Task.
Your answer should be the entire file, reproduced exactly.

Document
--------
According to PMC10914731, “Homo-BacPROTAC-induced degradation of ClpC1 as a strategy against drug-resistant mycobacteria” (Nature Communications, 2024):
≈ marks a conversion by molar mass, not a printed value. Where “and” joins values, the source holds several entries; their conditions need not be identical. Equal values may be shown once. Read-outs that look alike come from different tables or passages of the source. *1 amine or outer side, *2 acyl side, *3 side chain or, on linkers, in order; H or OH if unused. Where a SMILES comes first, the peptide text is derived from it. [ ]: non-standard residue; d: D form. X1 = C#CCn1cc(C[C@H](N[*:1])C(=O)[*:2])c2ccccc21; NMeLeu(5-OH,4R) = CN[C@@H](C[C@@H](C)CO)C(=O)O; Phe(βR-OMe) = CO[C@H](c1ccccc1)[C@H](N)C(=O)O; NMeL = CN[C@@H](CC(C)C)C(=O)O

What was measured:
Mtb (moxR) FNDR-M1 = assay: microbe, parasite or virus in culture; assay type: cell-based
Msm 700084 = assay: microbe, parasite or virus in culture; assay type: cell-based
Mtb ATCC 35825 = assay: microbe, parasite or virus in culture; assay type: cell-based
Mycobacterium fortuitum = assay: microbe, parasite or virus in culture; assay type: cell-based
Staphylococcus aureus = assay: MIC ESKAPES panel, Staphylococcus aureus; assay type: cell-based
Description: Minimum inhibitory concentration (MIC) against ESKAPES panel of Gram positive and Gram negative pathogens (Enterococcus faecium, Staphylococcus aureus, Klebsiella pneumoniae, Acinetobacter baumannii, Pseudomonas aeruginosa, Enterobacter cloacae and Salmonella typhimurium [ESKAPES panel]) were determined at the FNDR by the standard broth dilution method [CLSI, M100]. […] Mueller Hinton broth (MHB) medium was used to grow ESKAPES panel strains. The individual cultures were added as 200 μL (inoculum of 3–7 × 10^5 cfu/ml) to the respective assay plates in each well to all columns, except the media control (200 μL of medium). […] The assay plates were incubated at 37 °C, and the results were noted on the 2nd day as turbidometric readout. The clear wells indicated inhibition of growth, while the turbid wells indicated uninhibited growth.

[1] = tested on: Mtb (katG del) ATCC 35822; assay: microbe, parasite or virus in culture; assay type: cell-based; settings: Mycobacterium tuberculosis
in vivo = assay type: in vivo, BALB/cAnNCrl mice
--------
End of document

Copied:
According to PMC10914731, “Homo-BacPROTAC-induced degradation of ClpC1 as a strategy against drug-resistant mycobacteria” (Nature Communications, 2024):
≈ marks a conversion by molar mass, not a printed value. Where “and” joins values, the source holds several entries; their conditions need not be identical. Equal values may be shown once. Read-outs that look alike come from different tables or passages of the source. *1 amine or outer side, *2 acyl side, *3 side chain or, on linkers, in order; H or OH if unused. Where a SMILES comes first, the peptide text is derived from it. [ ]: non-standard residue; d: D form. X1 = C#CCn1cc(C[C@H](N[*:1])C(=O)[*:2])c2ccccc21; NMeLeu(5-OH,4R) = CN[C@@H](C[C@@H](C)CO)C(=O)O; Phe(βR-OMe) = CO[C@H](c1ccccc1)[C@H](N)C(=O)O; NMeL = CN[C@@H](CC(C)C)C(=O)O

What was measured:
Mtb (moxR) FNDR-M1 = assay: microbe, parasite or virus in culture; assay type: cell-based
Msm 700084 = assay: microbe, parasite or virus in culture; assay type: cell-based
Mtb ATCC 35825 = assay: microbe, parasite or virus in culture; assay type: cell-based
Mycobacterium fortuitum = assay: microbe, parasite or virus in culture; assay type: cell-based
Staphylococcus aureus = assay: MIC ESKAPES panel, Staphylococcus aureus; assay type: cell-based
Description: Minimum inhibitory concentration (MIC) against ESKAPES panel of Gram positive and Gram negative pathogens (Enterococcus faecium, Staphylococcus aureus, Klebsiella pneumoniae, Acinetobacter baumannii, Pseudomonas aeruginosa, Enterobacter cloacae and Salmonella typhimurium [ESKAPES panel]) were determined at the FNDR by the standard broth dilution method [CLSI, M100]. […] Mueller Hinton broth (MHB) medium was used to grow ESKAPES panel strains. The individual cultures were added as 200 μL (inoculum of 3–7 × 10^5 cfu/ml) to the respective assay plates in each well to all columns, except the media control (200 μL of medium). […] The assay plates were incubated at 37 °C, and the results were noted on the 2nd day as turbidometric readout. The clear wells indicated inhibition of growth, while the turbid wells indicated uninhibited growth.

[1] = tested on: Mtb (katG del) ATCC 35822; assay: microbe, parasite or virus in culture; assay type: cell-based; settings: Mycobacterium tuberculosis
in vivo = assay type: in vivo, BALB/cAnNCrl mice